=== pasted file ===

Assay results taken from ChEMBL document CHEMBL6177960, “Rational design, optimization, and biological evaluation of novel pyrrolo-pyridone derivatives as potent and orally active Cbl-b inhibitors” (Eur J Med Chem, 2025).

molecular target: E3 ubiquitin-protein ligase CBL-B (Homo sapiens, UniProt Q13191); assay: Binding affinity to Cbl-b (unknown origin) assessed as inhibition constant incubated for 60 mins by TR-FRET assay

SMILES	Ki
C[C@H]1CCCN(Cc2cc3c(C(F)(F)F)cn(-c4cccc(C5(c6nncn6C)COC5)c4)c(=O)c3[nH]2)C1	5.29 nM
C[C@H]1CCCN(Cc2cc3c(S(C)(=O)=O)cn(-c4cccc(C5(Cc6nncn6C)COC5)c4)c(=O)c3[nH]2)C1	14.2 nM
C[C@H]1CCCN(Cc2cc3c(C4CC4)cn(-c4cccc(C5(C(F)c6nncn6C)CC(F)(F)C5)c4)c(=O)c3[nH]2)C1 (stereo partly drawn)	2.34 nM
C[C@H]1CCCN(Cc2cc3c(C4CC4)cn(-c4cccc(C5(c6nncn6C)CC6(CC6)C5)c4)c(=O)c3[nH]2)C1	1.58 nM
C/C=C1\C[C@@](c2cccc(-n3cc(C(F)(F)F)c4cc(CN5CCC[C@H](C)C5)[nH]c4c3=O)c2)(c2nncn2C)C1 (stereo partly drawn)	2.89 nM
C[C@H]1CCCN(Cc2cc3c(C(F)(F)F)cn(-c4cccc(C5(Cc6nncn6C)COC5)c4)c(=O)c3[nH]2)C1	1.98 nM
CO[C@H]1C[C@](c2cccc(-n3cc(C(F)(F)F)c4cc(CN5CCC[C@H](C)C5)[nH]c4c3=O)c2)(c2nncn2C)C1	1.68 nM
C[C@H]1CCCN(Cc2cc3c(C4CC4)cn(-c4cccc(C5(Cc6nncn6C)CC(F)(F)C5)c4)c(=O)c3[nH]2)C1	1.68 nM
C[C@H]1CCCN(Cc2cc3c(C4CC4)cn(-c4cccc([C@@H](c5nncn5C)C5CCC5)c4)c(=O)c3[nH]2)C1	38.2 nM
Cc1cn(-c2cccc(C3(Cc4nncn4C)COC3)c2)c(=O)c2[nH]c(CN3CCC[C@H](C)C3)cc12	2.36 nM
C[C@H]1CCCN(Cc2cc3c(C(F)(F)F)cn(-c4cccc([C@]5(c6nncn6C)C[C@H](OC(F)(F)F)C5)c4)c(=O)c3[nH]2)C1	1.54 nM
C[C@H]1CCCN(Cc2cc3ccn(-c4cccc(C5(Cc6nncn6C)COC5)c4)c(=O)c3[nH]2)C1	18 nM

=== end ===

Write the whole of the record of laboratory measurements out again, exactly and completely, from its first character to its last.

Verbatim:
Assay results taken from ChEMBL document CHEMBL6177960, “Rational design, optimization, and biological evaluation of novel pyrrolo-pyridone derivatives as potent and orally active Cbl-b inhibitors” (Eur J Med Chem, 2025).

molecular target: E3 ubiquitin-protein ligase CBL-B (Homo sapiens, UniProt Q13191); assay: Binding affinity to Cbl-b (unknown origin) assessed as inhibition constant incubated for 60 mins by TR-FRET assay

SMILES	Ki
C[C@H]1CCCN(Cc2cc3c(C(F)(F)F)cn(-c4cccc(C5(c6nncn6C)COC5)c4)c(=O)c3[nH]2)C1	5.29 nM
C[C@H]1CCCN(Cc2cc3c(S(C)(=O)=O)cn(-c4cccc(C5(Cc6nncn6C)COC5)c4)c(=O)c3[nH]2)C1	14.2 nM
C[C@H]1CCCN(Cc2cc3c(C4CC4)cn(-c4cccc(C5(C(F)c6nncn6C)CC(F)(F)C5)c4)c(=O)c3[nH]2)C1 (stereo partly drawn)	2.34 nM
C[C@H]1CCCN(Cc2cc3c(C4CC4)cn(-c4cccc(C5(c6nncn6C)CC6(CC6)C5)c4)c(=O)c3[nH]2)C1	1.58 nM
C/C=C1\C[C@@](c2cccc(-n3cc(C(F)(F)F)c4cc(CN5CCC[C@H](C)C5)[nH]c4c3=O)c2)(c2nncn2C)C1 (stereo partly drawn)	2.89 nM
C[C@H]1CCCN(Cc2cc3c(C(F)(F)F)cn(-c4cccc(C5(Cc6nncn6C)COC5)c4)c(=O)c3[nH]2)C1	1.98 nM
CO[C@H]1C[C@](c2cccc(-n3cc(C(F)(F)F)c4cc(CN5CCC[C@H](C)C5)[nH]c4c3=O)c2)(c2nncn2C)C1	1.68 nM
C[C@H]1CCCN(Cc2cc3c(C4CC4)cn(-c4cccc(C5(Cc6nncn6C)CC(F)(F)C5)c4)c(=O)c3[nH]2)C1	1.68 nM
C[C@H]1CCCN(Cc2cc3c(C4CC4)cn(-c4cccc([C@@H](c5nncn5C)C5CCC5)c4)c(=O)c3[nH]2)C1	38.2 nM
Cc1cn(-c2cccc(C3(Cc4nncn4C)COC3)c2)c(=O)c2[nH]c(CN3CCC[C@H](C)C3)cc12	2.36 nM
C[C@H]1CCCN(Cc2cc3c(C(F)(F)F)cn(-c4cccc([C@]5(c6nncn6C)C[C@H](OC(F)(F)F)C5)c4)c(=O)c3[nH]2)C1	1.54 nM
C[C@H]1CCCN(Cc2cc3ccn(-c4cccc(C5(Cc6nncn6C)COC5)c4)c(=O)c3[nH]2)C1	18 nM